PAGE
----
WATER SUSTAINABILITY ACTION PLAN: Community-of-practice for ‘Convening for Action in British Columbia’ – “Having the waterbucket.ca website as a communication platform allows the Action Plan partners to ‘tell our story’ and ‘record our history’ as a work-in-progress,” stated Ray Fung (2006)
“Convening for Action is a provincial initiative that supports innovation on-the-ground. From the perspective of those leading and/or participating in regional programs, having this community-of-interest provides the opportunity to ‘tell our story’ and ‘record our history’ as a work-in-progress,” states Ray Fung. “It will turn ideas into action by building capacity and understanding regarding integration of long-term, strategic planning and the implementation of physical infrastructure.”
DOWNLOADABLE RESOURCE: The Partnership for Water Sustainability in British Columbia – Our Story (March 2018)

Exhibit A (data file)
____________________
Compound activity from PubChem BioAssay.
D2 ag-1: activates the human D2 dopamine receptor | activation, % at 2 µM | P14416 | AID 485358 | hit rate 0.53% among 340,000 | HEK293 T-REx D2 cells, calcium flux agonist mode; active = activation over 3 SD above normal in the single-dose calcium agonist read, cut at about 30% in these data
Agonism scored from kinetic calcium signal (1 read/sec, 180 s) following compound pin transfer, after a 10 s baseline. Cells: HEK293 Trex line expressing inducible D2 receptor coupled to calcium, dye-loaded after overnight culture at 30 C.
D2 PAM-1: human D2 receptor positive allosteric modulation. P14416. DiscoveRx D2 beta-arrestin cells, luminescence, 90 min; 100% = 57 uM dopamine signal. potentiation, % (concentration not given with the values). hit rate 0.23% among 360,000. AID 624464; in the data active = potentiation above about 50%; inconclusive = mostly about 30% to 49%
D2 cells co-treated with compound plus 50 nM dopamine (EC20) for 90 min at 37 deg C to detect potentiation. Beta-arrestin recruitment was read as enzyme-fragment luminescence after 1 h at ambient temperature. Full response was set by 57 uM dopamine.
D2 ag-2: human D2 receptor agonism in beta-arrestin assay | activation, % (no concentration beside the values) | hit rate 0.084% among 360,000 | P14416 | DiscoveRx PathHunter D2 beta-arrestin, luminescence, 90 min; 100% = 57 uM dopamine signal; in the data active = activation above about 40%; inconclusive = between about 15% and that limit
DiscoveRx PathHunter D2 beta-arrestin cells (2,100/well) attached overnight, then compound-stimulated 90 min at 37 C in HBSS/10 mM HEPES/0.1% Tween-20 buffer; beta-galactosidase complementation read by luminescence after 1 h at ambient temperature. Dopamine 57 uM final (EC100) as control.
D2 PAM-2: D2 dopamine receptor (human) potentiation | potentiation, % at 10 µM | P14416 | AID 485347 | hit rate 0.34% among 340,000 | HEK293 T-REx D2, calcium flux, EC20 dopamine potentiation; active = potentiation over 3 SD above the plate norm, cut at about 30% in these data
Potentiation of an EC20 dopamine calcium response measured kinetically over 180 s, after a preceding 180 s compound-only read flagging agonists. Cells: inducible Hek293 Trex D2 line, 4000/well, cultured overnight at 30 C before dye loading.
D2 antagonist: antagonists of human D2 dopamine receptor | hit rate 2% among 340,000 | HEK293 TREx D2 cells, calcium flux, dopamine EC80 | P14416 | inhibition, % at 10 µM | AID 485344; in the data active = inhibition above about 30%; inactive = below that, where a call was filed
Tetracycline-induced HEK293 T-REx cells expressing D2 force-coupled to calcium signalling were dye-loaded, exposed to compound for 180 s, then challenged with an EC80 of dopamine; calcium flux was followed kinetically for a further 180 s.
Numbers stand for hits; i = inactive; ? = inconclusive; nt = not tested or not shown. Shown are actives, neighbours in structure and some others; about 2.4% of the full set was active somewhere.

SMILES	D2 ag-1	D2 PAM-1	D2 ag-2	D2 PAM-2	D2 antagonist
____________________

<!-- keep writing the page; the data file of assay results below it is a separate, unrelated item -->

“Future planners, engineers, scientists, politicians and citizens alike will be called upon to demonstrate both vision and pragmatism, working as a team towards consensus, commitment and collaboration for the common good. Such collaboration is essential and must cross all political and community boundaries given that climate change is no respecter of such creations. The Partnership has accepted this challenge and its implementation,” stated Eric Bonham.
Green, Heal and Restore the Earth: Ian McHarg’s “Design with Nature” vision has influenced implementation of British Columbia’s Water Sustainability Action Plan
In his 1969 book, Design With Nature, Ian McHarg pioneered the concept of environmental planning. “So, I commend Design with Nature to your sympathetic consideration. The title contains a gradient of meaning. It can be interpreted as simply descriptive of a planning method, deferential to places and peoples, it can invoke the Grand Design, it can emphasize the conjunction with and, finally it can be read as an imperative. DESIGN WITH NATURE!,” wrote Ian McHarg.